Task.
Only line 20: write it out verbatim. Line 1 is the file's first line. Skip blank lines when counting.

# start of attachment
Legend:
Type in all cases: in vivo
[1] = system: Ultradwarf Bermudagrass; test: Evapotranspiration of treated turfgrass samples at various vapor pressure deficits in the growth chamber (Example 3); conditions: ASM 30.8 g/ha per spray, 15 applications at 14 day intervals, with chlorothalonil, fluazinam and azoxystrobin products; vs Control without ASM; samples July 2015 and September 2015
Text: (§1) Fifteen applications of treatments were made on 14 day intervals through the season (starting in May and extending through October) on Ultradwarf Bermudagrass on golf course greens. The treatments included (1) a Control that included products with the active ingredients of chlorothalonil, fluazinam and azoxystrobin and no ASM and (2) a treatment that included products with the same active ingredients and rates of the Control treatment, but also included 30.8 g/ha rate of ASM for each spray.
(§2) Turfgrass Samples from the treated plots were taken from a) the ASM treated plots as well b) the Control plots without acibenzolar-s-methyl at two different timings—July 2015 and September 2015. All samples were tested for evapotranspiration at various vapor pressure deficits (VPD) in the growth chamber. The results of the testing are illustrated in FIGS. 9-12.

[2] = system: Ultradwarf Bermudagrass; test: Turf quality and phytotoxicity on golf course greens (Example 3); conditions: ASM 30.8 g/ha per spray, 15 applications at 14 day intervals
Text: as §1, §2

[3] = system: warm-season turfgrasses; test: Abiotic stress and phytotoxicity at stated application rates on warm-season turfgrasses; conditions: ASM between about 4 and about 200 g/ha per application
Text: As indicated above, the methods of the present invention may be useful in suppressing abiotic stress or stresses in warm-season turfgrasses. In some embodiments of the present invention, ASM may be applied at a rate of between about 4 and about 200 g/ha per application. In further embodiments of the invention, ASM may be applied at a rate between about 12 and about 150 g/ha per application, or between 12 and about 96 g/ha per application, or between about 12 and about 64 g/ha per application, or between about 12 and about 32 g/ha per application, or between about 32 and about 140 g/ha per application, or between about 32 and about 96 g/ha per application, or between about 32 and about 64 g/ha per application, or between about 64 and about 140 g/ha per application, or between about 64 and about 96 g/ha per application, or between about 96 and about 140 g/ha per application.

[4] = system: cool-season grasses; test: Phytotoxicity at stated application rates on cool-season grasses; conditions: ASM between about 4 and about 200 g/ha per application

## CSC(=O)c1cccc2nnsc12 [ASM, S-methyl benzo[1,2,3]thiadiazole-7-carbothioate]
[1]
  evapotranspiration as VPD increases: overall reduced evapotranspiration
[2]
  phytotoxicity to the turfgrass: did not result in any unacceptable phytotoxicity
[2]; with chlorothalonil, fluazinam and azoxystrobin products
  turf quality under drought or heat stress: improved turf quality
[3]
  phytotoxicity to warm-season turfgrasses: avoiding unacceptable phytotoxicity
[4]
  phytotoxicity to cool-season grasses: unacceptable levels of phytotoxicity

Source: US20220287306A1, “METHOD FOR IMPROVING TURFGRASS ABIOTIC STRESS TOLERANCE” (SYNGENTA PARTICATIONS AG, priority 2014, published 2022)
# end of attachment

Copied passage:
[4]